Dark secrets, family shames, desperate longings, and sex permeate the seemingly quiet, conservative small town of Peyton Place. Some of the main characters followed over the course of about 8-10 years are the widowed Constance and her daughter Allison, Selena and her parents Nellie and Lucas, Dr. Matthew Swain, newspaper editor Sean, mama’s boy Norman, the Harrington men, and Tom Makris, Constance’s boyfriend. A real soap opera that comes off as quite contemporary in the 21st century!
1 vote Salsabrarian | Feb 2, 2016 |
Showing 1-5 of 30 (next | show all)
Peyton Place has something over its heirs. It takes us to that time when there were still sordid secrets; when there were still boundaries to be broken; when something could still sneak up behind you and give you a fast and dirty shock.

» Add other authors (6 possible)

Author nameRoleType of authorWork?Status
Grace Metaliousprimary authorall editionscalculated
Huisman, JettyTranslatorsecondary authorsome editionsconfirmed
Jalovaara, LiisaTranslatorsecondary authorsome editionsconfirmed
Kliphuis, J.F.Translatorsecondary authorsome editionsconfirmed
Pellegrini, AdrianaTranslatorsecondary authorsome editionsconfirmed
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For all the reasons
he knows so well
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Indian summer is like a woman.
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Book description
Switch off those TVs, kill your mobiles and settle down with the most controversial book ever written. Once denounced as 'wicked', 'sordid', 'cheap moral filth', Peyton Place was the top read of its time, selling millions of copies worldwide.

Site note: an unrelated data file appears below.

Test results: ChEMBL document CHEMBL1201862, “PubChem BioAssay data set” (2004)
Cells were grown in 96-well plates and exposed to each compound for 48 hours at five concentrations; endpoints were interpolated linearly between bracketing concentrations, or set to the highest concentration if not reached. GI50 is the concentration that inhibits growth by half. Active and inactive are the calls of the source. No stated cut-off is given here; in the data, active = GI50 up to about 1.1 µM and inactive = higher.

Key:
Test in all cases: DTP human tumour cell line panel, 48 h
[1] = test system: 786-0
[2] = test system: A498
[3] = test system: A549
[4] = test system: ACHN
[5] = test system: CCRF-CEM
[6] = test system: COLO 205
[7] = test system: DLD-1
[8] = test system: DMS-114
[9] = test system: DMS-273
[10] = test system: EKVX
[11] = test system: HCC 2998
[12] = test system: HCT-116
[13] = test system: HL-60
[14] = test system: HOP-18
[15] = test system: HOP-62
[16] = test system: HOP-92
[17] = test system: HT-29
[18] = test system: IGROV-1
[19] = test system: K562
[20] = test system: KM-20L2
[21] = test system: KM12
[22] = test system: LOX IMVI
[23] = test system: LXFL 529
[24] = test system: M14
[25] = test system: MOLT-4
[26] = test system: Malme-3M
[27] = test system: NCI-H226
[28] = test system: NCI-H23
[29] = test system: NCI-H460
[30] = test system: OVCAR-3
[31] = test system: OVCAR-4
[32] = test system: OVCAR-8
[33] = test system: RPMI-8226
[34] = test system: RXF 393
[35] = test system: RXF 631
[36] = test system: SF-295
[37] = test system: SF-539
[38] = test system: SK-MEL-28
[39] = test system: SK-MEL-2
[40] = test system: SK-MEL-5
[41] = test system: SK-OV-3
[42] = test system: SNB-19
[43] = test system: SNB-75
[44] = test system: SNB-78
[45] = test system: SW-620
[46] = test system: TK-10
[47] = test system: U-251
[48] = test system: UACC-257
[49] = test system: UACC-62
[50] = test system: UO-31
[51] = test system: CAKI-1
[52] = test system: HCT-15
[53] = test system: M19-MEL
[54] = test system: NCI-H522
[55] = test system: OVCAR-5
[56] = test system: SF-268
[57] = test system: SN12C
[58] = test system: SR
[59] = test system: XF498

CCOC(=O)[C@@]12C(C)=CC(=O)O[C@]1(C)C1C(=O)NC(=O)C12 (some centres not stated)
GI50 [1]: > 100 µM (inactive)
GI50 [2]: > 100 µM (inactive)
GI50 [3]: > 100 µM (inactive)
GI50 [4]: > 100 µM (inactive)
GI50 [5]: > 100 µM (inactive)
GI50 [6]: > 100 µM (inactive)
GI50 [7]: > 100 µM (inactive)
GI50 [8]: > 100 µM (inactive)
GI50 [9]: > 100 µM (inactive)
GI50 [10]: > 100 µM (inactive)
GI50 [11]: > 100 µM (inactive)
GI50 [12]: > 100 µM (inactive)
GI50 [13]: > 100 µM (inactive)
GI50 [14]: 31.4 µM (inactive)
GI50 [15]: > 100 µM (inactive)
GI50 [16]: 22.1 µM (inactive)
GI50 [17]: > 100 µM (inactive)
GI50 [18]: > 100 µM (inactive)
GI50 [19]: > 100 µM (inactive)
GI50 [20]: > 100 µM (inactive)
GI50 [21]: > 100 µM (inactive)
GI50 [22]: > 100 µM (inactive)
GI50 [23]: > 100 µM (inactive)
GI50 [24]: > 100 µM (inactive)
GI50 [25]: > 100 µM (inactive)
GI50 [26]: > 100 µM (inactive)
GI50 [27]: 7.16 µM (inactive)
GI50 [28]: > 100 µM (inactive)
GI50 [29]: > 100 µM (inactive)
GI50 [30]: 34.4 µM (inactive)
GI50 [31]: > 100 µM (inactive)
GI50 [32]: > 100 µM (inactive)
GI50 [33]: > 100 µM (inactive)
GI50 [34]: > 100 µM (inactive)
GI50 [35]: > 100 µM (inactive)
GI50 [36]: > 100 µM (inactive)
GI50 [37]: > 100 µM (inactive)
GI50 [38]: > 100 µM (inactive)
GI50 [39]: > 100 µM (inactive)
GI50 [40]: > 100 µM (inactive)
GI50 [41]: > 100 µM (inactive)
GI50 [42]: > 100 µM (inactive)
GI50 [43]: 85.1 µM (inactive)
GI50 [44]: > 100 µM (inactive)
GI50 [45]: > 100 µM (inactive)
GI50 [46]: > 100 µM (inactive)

Way before Twin Peaks, Survivor or Big Brother, the curtains were twitching in the mythical New England town of Peyton Place, and this soapy story exposed the dirty secrets of 1950s small-town America: incest, abortion, adultery, repression and lust.

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"When it first appeared in 1956, Grace Metalious's Peyton Place unbuttoned the straitlaced New England of the popular imagination, transformed the publishing industry, and made its young author one of the most talked-about people in America. Metalious's debut novel - which topped the bestseller lists for more than a year and spawned a feature film and long-running television series - reveals the intricate social anatomy of a small New England town. This new paperback edition, which celebrates the seventy-fifth anniversary of Grace Metalious's birth, will reintroduce readers to a landmark of American popular culture. An introduction by Ardis Cameron explores Peyton Place's influential role in American literary and cultural history."--Jacket.… (more)